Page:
The summer ended on a high note. THE BLOB played on TV one night. Thank God for STEVE McQUEEN! But PROPHECY was not done with me yet. Back home in Charlotte, my brother and sister came back from the mall. They promised to pick me up some comic books or something. They came back with Fangoria #2… cover story and feature?
I cried for about hour after that.
To read more by David, be sure to check out Confessions of an Anxious/Depressive.
As a child, I really had no restrictions as to what I could watch on T.V. or as video stores opened up what I could rent.Â I do remember at the age of 8 being terrified of the MANIAC trailer every time it came on T.V. and when I finally saw it at 14; it is now one of my favorite horror movies.Â When we got cable, my brother and I could watch every horror movie on HBO or Showtime and it is because of that I have a love for horror to this day.
Now I can't remember what age I was when I kept seeing the tape for BLOODSUCKING FREAKS.Â All I know is that the cover scared the shit out of me and I was always drawn to it every time we went in to rent something.Â Â It was the picture of the director JOEL M. REED on the back of the box that scared me too death, but I couldn't put it down every time I went to that video store.Â My dad would say, "Do you want to rent it this time?" I would always say, "No." I think I finally got the nerve to rent it with my boyfriend who is now my husband and I was 25 at the time.Â I now know it was a piece of crap and JOEL REED wasn't even in it, just on the cover.Â Â It really is a joke of a movie with bad effects and bad acting.Â Â It was his sinister grin that to this day gives me the chills.Â He is so creepy looking.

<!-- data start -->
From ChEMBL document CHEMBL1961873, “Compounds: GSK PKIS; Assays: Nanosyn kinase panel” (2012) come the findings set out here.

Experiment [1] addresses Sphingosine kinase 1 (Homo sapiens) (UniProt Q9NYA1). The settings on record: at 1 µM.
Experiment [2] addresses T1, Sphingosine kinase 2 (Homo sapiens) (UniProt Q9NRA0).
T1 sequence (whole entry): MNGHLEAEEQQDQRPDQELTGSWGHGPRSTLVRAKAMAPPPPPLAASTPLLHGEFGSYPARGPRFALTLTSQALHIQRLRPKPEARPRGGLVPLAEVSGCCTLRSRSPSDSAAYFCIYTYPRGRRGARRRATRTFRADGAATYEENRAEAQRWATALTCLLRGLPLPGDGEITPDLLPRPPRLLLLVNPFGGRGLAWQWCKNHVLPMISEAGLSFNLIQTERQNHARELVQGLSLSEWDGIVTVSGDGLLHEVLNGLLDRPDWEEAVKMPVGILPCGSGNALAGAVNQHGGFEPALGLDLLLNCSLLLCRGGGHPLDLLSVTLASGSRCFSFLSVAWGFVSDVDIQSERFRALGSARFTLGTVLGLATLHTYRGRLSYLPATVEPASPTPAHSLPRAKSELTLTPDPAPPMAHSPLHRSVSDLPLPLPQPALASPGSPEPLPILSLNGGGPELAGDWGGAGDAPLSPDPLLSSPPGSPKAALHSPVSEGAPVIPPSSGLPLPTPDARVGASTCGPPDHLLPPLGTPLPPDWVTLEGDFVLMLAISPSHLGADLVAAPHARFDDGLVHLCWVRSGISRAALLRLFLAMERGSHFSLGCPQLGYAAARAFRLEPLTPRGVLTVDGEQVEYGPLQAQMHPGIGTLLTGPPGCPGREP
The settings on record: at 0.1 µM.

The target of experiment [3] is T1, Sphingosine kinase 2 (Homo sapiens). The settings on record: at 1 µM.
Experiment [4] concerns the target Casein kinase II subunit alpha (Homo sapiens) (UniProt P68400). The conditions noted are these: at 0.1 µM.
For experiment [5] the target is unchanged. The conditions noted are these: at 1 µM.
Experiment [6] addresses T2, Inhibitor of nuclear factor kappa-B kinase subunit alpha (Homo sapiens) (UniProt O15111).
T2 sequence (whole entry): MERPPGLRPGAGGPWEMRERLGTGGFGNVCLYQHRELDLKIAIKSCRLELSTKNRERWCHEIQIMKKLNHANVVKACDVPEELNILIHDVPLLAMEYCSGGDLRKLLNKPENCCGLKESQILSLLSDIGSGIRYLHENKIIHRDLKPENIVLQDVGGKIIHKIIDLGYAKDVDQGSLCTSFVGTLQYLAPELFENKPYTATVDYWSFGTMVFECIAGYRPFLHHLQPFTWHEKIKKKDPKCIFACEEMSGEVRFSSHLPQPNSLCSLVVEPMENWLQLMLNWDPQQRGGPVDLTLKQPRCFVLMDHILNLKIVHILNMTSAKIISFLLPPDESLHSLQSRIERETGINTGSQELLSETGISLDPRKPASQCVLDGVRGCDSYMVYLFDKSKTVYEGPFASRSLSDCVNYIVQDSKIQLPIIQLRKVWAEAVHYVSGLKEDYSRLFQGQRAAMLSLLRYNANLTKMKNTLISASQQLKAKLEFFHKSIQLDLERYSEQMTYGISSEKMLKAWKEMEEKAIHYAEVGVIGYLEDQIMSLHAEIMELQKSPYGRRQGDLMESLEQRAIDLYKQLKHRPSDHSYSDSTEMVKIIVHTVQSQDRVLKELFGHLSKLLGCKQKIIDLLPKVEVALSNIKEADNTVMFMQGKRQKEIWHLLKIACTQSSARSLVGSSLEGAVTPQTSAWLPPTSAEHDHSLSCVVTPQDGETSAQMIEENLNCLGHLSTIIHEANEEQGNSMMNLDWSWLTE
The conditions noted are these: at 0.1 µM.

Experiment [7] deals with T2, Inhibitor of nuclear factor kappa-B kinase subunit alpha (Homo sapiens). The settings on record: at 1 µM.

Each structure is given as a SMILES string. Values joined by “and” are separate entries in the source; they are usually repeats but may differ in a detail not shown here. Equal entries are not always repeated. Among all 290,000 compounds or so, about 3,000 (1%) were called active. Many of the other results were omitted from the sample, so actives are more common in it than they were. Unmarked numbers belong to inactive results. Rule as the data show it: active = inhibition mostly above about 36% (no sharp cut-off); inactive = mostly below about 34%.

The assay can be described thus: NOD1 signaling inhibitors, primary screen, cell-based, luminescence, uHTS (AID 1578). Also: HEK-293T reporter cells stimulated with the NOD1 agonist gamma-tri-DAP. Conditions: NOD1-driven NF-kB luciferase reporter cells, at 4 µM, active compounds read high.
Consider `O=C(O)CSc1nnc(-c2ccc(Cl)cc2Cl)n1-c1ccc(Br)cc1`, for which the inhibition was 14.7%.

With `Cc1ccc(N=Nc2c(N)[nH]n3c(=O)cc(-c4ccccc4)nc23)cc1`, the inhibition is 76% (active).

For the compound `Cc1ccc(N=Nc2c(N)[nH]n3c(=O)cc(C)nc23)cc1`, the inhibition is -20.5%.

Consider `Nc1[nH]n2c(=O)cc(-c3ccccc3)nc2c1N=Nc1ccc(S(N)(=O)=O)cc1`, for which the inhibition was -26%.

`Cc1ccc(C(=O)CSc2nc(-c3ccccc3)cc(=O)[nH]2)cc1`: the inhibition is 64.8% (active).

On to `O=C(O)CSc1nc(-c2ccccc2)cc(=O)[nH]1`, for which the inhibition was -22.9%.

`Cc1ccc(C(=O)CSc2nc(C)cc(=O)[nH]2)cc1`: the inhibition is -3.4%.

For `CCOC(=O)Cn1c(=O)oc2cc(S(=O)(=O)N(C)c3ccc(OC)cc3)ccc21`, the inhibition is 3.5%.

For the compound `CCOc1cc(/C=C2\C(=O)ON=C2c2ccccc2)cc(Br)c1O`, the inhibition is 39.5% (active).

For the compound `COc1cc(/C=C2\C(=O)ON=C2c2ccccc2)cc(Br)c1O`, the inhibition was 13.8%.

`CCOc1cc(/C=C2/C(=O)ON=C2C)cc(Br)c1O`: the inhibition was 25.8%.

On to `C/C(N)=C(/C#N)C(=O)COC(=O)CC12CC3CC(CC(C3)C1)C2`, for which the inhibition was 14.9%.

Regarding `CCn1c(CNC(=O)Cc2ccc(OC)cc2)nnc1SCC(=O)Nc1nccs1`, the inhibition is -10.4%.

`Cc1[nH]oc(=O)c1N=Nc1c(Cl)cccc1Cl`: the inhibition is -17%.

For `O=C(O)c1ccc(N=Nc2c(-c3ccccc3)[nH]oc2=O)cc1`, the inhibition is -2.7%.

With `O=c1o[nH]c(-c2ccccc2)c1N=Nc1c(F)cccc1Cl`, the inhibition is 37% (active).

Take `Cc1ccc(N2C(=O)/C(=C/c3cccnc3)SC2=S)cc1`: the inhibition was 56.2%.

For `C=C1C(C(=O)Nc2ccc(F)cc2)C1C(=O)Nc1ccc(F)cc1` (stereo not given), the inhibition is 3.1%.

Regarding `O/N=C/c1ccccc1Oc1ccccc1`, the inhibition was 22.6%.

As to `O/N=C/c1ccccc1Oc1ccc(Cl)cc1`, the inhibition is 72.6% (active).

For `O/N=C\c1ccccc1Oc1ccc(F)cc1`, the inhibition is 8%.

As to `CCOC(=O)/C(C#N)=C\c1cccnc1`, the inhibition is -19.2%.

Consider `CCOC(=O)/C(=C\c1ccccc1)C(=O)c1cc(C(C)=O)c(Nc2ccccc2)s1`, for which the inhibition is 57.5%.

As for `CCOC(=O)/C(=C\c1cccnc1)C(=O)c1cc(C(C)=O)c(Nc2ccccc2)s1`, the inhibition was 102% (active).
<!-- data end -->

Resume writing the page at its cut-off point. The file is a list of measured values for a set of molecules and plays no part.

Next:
Anyway I would love to thank my parents for not being restrictive on what my brother and I could watch when we were younger and that is why I have such a love for horror.Â Â We both turned out normal from all of the stuff we saw. I would also like to thank my mom for renting I SPIT ON YOUR GRAVE for me when I was 15 after I asked her to bring back anything horror.Â Â It has remained one of my favorite movies due to CAMILLE KEATON's performance.Â If my mom only knew what she had rented for me that day I am sure she would not have rented it.Â She said she thought the title was cool.
I cannot wait until my 3-year-old son is old enough to share my love for horror.Â Â He has been to several conventions and has his own CHUCKY doll, so I hope he follows in my footsteps.